More investment in financial technology is required to improve the overall experience of the customers in the GCC, says an advisory firm.
Financial technology (FinTech) “ecosystems” in the United States and Europe have proven to stimulate technological innovation that is necessary to develop efficient financial markets and systems and improve the overall customer experience. Although many of the necessary design elements exist in the GCC to develop a vibrant FinTech ecosystem, relatively little investment has been made in this sector to date, and that could and should change, according to a study by management consultancy Strategy& (formerly Booz & Co.).
The study estimates that the global investment in FinTech sector has jumped three-fold between 2008 and 2014, reaching $3 billion, and is expected to double again by 2018, and may even hit $8bn.
To establish and nurture a healthy FinTech ecosystem in the GCC, a sustained collaboration is necessary between three key players, which include governments, financial institutions and entrepreneurs – with each participant clearly understanding its role as well as the benefits it stands to gain from involvement.
Daniel Diemers, Partner with Strategy& in Dubai, says: “In the GCC, FinTech ecosystems are yet to take effect, and therefore, the role of governments is more critical than it is in established markets. GCC governments must enforce policies and regulatory environment that will ease the development of the FinTech ecosystem. This will eventually lead the economy to attract great talent, boost entrepreneurial and business activities, and most importantly improve the country’s overall competitiveness.”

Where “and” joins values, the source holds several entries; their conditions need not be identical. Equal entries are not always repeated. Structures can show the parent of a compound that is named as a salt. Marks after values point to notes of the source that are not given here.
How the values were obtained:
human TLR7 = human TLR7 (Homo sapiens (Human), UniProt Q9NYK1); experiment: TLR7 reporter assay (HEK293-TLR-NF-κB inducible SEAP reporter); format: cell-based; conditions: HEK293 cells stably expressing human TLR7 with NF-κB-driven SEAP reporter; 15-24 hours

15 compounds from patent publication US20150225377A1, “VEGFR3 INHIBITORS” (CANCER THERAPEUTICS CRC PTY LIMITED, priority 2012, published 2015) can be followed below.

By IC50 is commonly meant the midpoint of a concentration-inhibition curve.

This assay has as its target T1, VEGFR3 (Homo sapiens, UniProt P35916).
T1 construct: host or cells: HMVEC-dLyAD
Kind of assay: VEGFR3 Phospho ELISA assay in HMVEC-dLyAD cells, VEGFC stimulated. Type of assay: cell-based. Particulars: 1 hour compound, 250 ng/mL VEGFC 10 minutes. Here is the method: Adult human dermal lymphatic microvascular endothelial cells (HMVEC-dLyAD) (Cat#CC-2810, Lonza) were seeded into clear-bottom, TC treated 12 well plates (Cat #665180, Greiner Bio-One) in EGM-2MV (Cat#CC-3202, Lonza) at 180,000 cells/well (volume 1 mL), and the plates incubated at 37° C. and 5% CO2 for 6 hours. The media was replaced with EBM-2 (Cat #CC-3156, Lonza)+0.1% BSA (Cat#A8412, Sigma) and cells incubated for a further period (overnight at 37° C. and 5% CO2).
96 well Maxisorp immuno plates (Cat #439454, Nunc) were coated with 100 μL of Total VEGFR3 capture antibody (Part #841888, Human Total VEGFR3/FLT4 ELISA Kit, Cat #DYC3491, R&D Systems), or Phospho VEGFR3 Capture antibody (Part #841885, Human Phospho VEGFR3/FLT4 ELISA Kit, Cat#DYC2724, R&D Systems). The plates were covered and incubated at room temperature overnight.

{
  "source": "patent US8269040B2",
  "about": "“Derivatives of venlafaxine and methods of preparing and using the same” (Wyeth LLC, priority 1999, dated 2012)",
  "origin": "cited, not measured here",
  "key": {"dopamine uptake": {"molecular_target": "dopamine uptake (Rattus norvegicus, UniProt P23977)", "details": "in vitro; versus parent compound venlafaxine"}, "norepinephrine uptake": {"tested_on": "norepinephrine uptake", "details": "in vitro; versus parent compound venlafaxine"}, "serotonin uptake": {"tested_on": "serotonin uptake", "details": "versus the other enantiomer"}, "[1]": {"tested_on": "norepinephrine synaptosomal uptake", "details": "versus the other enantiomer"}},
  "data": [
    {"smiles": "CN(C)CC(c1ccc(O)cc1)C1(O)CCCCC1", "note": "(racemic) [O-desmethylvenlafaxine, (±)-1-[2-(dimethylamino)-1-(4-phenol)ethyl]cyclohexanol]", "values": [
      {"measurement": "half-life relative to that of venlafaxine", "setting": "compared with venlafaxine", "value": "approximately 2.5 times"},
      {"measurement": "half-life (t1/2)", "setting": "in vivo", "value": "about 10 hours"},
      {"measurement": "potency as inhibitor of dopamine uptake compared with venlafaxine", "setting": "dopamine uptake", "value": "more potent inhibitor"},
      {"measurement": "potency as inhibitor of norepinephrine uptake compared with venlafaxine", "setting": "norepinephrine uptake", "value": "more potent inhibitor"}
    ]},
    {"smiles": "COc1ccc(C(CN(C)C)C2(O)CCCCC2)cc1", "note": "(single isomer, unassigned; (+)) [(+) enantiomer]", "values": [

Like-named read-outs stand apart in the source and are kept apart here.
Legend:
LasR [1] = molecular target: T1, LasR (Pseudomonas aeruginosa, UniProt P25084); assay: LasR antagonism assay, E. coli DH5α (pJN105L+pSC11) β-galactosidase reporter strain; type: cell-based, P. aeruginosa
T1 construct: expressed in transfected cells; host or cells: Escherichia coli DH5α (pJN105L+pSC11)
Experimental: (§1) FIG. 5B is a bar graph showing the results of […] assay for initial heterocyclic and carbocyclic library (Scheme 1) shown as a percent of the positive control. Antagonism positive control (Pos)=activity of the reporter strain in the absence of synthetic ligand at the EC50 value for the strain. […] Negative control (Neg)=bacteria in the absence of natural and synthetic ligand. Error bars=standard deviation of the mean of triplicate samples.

The Strategy& study identifies four critical elements that support the development of a FinTech ecosystem:
First, a conducive business environment and access to markets is essential. This means availability and affordability of skilled labor, quality infrastructure, facilities, equipment, technologies and utilities is important. Also, a high degree of integration and synergies among key players is vital for the smooth functioning of a FinTech ecosystem.
The second element is the involvement of the government and the regulatory support offered. Governments can influence many aspects of the ecosystem, including easing business regulations and keeping the taxes and fees low.
Jean Salamat, a manager with Strategy& in Dubai says: “The role of the government is critical in the establishment of an ecosystem and one that expects them to wear many hats in the process. This often requires the government bodies to act as a regulator, set policies, provide necessary infrastructure/services/land, set standards and invest in services to support the ecosystem.
“The level of their involvement would essentially depend on the maturity of the ecosystem. For instance, in the less-mature FinTech environments such as Saudi Arabia and Jordan, government should be involved across the entire ecosystem.”
The third element that is important in the development of a FinTech ecosystem is access to capital. Ecosystems are usually funded through four main sources, which include governments, venture capital funds and private equity shops, incubators and accelerators.